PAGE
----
High School Senior by Sharon Olds

For seventeen years, her breath in the house
at night, puff, puff, like summer
cumulus above her bed,
and her scalp smelling of apricots
–this being who had formed within me,
squatted like a bright tree-frog in the dark,
like an eohippus she had come out of history
slowly, through me, into the daylight,
I had the daily sight of her,
like food or air she was there, like a mother.
I say “college,” but I feel as if I cannot tell
the difference between her leaving for college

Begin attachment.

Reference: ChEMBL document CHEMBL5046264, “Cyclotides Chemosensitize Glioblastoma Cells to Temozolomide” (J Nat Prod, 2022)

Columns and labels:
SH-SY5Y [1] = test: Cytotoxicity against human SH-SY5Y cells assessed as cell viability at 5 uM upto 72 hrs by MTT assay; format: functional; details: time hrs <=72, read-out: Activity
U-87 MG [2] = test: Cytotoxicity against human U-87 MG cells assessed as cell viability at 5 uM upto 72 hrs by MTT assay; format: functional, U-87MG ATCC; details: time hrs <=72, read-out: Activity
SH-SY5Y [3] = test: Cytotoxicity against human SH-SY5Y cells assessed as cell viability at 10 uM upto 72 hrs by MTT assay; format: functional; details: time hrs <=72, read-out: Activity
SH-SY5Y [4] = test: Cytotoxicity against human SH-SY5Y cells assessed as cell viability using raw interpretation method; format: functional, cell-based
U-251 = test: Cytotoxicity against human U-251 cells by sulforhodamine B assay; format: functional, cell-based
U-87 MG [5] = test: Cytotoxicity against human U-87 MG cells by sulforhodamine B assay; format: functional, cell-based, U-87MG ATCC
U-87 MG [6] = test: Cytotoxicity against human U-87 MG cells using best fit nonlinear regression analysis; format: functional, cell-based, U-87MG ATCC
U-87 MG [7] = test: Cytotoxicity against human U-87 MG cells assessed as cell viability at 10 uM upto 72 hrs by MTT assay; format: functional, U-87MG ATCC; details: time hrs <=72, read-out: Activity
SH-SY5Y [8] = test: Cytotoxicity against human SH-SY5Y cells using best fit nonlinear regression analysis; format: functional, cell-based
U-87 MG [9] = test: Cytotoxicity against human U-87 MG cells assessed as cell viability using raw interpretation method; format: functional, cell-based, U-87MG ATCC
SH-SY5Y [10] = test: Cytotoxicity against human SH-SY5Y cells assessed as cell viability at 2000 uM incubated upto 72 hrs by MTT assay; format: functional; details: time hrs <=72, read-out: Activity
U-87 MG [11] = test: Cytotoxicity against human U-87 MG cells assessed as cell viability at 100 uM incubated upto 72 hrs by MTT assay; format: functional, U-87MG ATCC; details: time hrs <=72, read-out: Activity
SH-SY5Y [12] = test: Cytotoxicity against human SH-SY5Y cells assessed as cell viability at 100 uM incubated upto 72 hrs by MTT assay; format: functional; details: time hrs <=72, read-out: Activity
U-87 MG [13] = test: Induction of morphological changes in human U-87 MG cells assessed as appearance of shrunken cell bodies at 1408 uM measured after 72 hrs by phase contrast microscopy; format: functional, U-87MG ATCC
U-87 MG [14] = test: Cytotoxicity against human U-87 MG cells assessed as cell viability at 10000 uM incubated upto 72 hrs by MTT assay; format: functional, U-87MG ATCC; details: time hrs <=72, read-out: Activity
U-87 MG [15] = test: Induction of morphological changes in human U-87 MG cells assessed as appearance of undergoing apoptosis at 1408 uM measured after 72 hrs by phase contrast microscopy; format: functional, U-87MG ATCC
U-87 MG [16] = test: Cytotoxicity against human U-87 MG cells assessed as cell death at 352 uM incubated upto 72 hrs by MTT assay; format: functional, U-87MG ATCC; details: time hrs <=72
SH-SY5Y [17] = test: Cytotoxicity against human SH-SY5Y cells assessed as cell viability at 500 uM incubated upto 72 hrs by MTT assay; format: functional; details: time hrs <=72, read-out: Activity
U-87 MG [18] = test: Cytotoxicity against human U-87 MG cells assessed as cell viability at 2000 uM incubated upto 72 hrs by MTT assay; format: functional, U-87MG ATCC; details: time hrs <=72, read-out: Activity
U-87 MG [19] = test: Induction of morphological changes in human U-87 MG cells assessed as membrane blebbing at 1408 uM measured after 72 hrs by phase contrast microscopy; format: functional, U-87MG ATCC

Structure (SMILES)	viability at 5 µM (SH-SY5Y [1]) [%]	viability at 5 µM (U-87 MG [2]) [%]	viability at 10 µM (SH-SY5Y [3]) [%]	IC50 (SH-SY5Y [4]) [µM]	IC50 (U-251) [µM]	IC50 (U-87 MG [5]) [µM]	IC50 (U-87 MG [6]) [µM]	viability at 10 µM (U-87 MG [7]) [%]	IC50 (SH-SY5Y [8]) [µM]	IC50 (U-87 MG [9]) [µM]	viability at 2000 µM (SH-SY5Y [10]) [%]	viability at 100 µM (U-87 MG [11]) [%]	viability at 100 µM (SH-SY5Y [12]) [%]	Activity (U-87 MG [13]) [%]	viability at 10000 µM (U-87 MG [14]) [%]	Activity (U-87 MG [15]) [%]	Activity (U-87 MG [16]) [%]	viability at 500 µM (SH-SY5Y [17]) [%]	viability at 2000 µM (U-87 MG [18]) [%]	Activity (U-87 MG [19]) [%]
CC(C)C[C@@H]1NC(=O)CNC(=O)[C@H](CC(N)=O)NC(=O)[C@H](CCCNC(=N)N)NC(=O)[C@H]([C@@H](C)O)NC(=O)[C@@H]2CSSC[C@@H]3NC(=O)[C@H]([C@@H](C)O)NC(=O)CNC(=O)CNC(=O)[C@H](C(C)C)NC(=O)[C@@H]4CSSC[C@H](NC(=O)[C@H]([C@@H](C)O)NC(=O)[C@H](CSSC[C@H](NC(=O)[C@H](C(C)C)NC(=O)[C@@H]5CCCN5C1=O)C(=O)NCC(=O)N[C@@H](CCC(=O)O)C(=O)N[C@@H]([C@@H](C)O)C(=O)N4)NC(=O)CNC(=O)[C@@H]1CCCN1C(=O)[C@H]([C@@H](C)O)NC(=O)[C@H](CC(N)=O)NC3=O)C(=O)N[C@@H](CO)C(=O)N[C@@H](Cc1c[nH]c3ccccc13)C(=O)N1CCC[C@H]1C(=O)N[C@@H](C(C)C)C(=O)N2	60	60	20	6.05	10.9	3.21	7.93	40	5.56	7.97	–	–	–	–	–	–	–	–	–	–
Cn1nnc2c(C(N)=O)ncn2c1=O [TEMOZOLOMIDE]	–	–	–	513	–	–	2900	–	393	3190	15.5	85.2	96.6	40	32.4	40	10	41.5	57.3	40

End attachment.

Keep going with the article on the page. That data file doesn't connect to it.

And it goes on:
and our parting forever–I try to see
this house without her, without her pure
depth of feeling, without her creek-brown
hair, her daedal hands with their tapered
fingers, her pupils dark as the mourning cloak’s
wing, but I can’t. Seventeen years
ago, in this room, she moved inside me,
I looked at the river, I could not imagine
my life with her. I gazed across the street,
and saw, in the icy winter sun,
a column of steam rush up away from the earth.
There are creatures whose children float away
at birth, and those who throat-feed their young
for weeks and never see them again. My daughter
is free and she is in me–no, my love
of her is in me, moving in my heart,
changing chambers, like something poured
from hand to hand, to be weighed and then reweighed.

From: http://www.english.illinois.edu/maps/poets/m_r/olds/poems.htm

Date: 1996

By: Sharon Olds (1942- )

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